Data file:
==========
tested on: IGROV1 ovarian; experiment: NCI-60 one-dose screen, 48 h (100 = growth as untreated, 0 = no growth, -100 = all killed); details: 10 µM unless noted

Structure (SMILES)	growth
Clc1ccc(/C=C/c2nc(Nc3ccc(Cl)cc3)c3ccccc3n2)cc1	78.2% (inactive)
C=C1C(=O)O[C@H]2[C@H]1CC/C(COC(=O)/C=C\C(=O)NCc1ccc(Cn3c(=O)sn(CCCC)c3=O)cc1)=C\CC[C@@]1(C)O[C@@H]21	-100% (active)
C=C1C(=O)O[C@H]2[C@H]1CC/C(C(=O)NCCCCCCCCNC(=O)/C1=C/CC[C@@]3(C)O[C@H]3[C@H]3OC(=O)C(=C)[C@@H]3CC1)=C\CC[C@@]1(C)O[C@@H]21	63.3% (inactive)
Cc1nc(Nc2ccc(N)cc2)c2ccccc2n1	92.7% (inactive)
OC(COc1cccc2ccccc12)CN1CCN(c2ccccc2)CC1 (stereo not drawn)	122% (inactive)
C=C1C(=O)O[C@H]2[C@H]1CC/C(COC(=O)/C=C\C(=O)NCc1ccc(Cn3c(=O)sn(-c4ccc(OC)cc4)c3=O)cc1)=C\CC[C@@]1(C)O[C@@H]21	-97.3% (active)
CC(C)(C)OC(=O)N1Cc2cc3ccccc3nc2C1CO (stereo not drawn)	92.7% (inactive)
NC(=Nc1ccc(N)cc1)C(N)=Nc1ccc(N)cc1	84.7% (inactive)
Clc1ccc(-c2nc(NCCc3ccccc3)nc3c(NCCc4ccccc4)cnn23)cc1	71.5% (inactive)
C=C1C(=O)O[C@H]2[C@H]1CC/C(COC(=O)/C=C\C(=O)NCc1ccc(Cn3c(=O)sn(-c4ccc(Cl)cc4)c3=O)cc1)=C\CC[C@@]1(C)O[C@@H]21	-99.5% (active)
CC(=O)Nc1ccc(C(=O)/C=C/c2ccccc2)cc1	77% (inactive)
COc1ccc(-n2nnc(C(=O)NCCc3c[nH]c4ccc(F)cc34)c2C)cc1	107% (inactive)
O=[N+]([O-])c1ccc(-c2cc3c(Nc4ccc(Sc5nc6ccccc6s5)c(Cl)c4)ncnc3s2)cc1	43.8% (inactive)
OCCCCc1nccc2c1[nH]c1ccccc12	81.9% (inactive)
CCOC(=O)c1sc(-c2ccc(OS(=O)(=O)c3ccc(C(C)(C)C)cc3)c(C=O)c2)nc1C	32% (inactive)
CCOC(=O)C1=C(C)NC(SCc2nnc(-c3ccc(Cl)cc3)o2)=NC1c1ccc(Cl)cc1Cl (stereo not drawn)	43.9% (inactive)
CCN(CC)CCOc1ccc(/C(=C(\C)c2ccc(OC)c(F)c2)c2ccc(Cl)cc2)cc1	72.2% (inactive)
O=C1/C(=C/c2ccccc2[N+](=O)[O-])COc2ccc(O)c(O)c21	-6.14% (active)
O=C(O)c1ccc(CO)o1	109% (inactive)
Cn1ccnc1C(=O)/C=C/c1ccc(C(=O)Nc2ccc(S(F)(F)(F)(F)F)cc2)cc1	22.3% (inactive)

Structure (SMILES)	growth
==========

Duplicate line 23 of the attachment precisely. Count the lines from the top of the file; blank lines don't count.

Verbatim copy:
Structure (SMILES)	growth